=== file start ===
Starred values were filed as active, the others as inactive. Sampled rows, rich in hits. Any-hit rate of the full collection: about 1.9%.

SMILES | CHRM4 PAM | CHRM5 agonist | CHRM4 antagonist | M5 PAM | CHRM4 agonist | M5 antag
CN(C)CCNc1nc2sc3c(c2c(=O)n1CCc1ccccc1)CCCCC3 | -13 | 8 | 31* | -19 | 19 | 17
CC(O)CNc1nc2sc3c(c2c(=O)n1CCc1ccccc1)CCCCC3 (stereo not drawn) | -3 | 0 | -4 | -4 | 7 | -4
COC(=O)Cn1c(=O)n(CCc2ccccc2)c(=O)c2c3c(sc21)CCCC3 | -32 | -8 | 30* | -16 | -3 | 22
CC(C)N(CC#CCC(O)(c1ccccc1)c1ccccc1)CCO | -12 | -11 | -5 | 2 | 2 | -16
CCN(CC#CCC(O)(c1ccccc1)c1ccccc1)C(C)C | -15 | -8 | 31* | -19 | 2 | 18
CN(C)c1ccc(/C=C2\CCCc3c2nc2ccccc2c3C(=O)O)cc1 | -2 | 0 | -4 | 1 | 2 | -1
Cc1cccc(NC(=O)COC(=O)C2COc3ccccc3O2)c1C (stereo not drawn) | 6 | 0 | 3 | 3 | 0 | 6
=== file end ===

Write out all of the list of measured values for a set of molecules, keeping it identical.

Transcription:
Starred values were filed as active, the others as inactive. Sampled rows, rich in hits. Any-hit rate of the full collection: about 1.9%.

SMILES | CHRM4 PAM | CHRM5 agonist | CHRM4 antagonist | M5 PAM | CHRM4 agonist | M5 antag
CN(C)CCNc1nc2sc3c(c2c(=O)n1CCc1ccccc1)CCCCC3 | -13 | 8 | 31* | -19 | 19 | 17
CC(O)CNc1nc2sc3c(c2c(=O)n1CCc1ccccc1)CCCCC3 (stereo not drawn) | -3 | 0 | -4 | -4 | 7 | -4
COC(=O)Cn1c(=O)n(CCc2ccccc2)c(=O)c2c3c(sc21)CCCC3 | -32 | -8 | 30* | -16 | -3 | 22
CC(C)N(CC#CCC(O)(c1ccccc1)c1ccccc1)CCO | -12 | -11 | -5 | 2 | 2 | -16
CCN(CC#CCC(O)(c1ccccc1)c1ccccc1)C(C)C | -15 | -8 | 31* | -19 | 2 | 18
CN(C)c1ccc(/C=C2\CCCc3c2nc2ccccc2c3C(=O)O)cc1 | -2 | 0 | -4 | 1 | 2 | -1
Cc1cccc(NC(=O)COC(=O)C2COc3ccccc3O2)c1C (stereo not drawn) | 6 | 0 | 3 | 3 | 0 | 6